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OpenBSD on the HiFive Unmatched


The HiFive Unmatched

Year: 2021

CPU: 4 U74 1.2 GHz cores, 1 embedded S7 core

Graphics: AMD Radeon R9 270 2 GB

RAM: 16 GB

Storage: 512 GB Western Digital SN730 NVMe

"But can it run Chrome?": No


My desktop's power supply died, and rather than replace the ill-fated PSU I decided to go with something different. OpenBSD's new riscv64 port looked interesting, so I got a HiFive Unmatched to see how it would work as an OpenBSD desktop.

The HiFive Unmatched provides a quad core, 1200 MHz, 64 bit RISC-V SoC in a mini-ITX form factor. It has a plentiful 16 GB of RAM, and supports a M.2 2280 NVMe drive. It also has a full length PCI-e slot, though it is internally only an 8 lane slot. This means that unlike some other development boards, this is well-equipped to serve as a desktop replacement, if you are willing to deal with some quirks.

For this build, I went with a Metallic Gear Neo Mini V2 mini-ITX case, an EVGA 850w Gold PSU scavenged from an old build, and an AMD R9 270 GPU. You definitely don't need an 850w PSU; I just happened to have one.

The case is quite nice, and though it has little room for extra cables, it does fit a full length GPU comfortably and has adequate airflow. The Unmatched does not require much power, nor does it run hot, so the cooling provided by the case's included 120mm intake fan and a 140mm exhaust fan I pulled off an older machine is more than enough. The Unmatched comes with a small, but busy 25mm CPU fan that is just loud enough to be irritating. Some searching shows that folks have replaced this with a 40mm Noctua to reduce noise, and depending on how annoyed I get, I may do this in the future. Temps from the two sensors exposed to sysctl have been about 34-35 Celsius, so cooling is not a problem in this case.

I used OpenBSD 7.0 for this install and simply following the instructions worked fine. There is little difference in the installation process apart from the presence of an SD card. The Unmatched comes with a micro SD card preloaded with u-boot and a small Linux system with XFCE4. This SD card must be inserted while booting the system from a USB or NVMe drive because it will boot the SD first, then load the OpenBSD bootloader. There are some DIP switches on the board that can override the boot order, but by default they are setup to boot the SD card first and I was not adventurous enough to change this.

The version of the SiFive Freedom U SDK that the included SD card came with was 2021.03.00 and I had some trouble connecting to the serial console from OpenBSD. I decided to update this to version 2021.09.00. I wanted to keep the provided SD card as a backup though, so flagrantly ignoring the warnings in SiFive's documentation about SD card compatibility, I tried a variety of micro SD cards I had sitting around, and unsurprisingly none of them worked. The board is very picky about which SD cards it will boot, and my Samsung EVO and other random cards did not make the cut. I ended up just flashing the new image over the included SD card and the serial console worked after that.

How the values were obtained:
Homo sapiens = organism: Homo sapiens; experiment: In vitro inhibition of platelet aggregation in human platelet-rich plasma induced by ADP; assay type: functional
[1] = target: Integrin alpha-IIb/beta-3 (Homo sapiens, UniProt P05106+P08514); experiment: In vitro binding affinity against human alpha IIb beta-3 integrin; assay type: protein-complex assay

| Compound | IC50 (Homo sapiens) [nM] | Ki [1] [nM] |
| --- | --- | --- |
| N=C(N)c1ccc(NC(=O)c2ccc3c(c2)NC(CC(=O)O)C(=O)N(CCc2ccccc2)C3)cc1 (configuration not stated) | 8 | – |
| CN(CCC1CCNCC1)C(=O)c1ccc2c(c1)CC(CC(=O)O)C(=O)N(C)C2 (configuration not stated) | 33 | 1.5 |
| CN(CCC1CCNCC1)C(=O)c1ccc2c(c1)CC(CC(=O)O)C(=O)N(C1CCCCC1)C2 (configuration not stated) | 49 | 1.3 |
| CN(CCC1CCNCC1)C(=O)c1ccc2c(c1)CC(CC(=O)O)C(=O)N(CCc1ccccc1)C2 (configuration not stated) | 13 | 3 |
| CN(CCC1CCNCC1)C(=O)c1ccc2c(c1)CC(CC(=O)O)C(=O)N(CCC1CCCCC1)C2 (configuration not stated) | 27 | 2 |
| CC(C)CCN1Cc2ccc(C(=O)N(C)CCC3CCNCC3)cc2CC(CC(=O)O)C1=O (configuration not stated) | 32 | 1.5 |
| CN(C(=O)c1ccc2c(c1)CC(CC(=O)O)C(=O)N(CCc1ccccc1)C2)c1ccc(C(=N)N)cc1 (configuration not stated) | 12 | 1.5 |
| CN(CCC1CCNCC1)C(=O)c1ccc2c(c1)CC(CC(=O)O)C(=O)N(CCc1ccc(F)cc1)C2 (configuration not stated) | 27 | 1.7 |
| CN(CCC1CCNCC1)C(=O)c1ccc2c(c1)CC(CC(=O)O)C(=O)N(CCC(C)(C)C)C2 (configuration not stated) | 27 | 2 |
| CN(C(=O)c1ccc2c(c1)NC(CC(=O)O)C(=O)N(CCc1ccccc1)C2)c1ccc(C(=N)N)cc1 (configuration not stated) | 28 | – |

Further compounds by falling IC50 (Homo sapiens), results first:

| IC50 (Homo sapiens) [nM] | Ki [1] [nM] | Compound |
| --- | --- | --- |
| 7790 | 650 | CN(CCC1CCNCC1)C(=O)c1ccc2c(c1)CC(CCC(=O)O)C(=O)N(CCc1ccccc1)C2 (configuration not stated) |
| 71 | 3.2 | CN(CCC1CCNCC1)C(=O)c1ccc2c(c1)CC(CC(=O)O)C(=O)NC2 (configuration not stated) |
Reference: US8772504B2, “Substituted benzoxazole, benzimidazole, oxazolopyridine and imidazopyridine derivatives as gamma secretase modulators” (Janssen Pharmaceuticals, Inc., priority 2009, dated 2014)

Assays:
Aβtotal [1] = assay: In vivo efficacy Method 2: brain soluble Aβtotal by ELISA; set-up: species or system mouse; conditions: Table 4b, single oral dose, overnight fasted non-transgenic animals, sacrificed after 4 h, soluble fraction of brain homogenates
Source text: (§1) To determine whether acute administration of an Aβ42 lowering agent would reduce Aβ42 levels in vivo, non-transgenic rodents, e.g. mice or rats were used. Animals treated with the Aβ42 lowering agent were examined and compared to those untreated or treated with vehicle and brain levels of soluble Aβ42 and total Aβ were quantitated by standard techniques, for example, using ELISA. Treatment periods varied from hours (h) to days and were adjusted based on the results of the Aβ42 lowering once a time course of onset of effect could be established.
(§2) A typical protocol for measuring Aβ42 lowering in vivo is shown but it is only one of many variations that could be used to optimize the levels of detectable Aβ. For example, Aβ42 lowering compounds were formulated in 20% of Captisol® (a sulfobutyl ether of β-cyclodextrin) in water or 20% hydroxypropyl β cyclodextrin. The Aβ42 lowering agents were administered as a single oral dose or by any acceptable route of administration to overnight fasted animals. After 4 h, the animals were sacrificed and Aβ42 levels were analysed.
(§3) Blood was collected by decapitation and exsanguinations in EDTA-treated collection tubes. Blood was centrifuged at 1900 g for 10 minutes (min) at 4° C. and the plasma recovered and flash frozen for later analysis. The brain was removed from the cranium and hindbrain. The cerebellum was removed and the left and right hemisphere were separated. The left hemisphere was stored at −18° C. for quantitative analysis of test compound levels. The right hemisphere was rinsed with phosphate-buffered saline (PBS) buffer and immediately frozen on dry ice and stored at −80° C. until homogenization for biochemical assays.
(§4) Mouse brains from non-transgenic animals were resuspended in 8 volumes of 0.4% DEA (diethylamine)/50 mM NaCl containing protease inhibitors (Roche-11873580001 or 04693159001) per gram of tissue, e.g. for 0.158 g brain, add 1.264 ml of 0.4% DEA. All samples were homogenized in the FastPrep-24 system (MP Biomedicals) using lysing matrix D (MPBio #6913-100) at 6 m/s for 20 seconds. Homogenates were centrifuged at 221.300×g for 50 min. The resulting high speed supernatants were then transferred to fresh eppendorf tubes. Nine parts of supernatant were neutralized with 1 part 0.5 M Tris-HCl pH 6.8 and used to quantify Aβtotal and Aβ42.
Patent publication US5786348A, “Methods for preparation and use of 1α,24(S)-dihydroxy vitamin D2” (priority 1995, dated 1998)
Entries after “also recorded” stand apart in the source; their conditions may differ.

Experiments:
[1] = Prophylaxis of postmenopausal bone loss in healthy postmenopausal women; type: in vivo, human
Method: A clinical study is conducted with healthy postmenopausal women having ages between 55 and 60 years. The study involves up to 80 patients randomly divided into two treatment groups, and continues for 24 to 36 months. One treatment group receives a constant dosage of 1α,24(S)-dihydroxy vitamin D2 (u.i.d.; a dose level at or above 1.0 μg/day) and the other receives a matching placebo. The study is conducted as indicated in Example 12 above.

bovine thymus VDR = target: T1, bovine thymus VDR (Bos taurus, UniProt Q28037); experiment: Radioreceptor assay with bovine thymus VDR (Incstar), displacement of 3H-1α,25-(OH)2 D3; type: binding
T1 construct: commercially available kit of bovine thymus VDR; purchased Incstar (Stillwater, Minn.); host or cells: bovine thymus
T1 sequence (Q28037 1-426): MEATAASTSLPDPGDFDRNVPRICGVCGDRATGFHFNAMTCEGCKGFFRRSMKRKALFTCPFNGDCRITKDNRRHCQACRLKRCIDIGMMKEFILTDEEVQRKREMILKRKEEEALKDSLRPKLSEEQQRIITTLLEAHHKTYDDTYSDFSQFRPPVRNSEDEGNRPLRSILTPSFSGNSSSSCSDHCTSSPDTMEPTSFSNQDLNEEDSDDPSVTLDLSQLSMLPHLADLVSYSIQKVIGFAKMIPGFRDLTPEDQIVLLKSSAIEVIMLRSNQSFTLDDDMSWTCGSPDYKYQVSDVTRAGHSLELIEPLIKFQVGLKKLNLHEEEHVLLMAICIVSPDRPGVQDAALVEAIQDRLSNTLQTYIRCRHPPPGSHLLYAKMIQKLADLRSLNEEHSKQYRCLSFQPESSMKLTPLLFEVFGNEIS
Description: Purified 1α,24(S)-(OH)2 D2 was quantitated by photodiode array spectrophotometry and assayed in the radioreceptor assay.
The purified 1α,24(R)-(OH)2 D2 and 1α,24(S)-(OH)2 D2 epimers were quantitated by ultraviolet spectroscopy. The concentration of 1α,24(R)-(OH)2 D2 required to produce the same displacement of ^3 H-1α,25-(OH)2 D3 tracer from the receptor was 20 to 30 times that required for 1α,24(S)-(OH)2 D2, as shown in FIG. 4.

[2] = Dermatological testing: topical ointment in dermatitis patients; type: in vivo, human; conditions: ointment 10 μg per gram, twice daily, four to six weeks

I tried a couple GPUs with OpenBSD. An RX 5700XT and an RX 460 did not work with amdgpu. The R9 270 works great with radeondrm though, and is capable of driving a 4k display. X11 runs smoothly with this setup and has been quite stable. The built-in Linux distro on the SD card did work with the RX 460, though I did not try with the 5700XT.

The onboard Cadence ethernet controller is supported by cad(4), but it is not currently reliable and you are advised to use a USB ethernet adapter, or USB wireless. I gave the onboard ethernet a try, and it did not work. I'm using an Atheros AR9271 USB wireless adapter and it works fine. My usual go-to USB, a Buffalo WLI-UC-GNM supported by run(4), had errors trying to load the firmware on this board.

Performance of the 4 1200MHz cores is capable, if not overwhelming. It feels significantly faster than a Pinebook Pro running OpenBSD, but the Pinebook Pro currently does not have GPU acceleration on OpenBSD, so the Unmatched has a huge advantage here. Having NVMe storage is a real benefit too, and the system does not feel sluggish at all.

Package selection is still rather limited for riscv64, so you may not find what you want. It's not much worse than macppc however. Webkit based browsers such as Midori and Surf are the only javascript-capable web browsers available at this time, but I am using Netsurf, which is my favorite browser anyway. It does all I need from a browser and is quite fast. The webkit browsers do function, though much slower.

As this is a very new port of OpenBSD, support is not complete and bugs can be expected. I foolishly decided to enable soft updates just to see what would happen, and what happened was that it immediately experienced a lockup. I believe it's related, though it is hard to prove and I could not get any debugging info as the thing was locked up solid. This has not happened again since disabling soft updates. It later also had trouble relinking the kernel and left the system with a borked MP kernel. I ended up booting to the single processor kernel and downloading the MP kernel again off a mirror to replace it. If you are reading this from The Future, these bugs may have been ironed out.

I don't have many complaints apart from the noisy CPU fan and an IO shield that was absurdly frustrating to install. It's remarkable how well this runs on OpenBSD already given the short amount of time the riscv64 port has been in development, and the devs have my thanks for putting in the work here.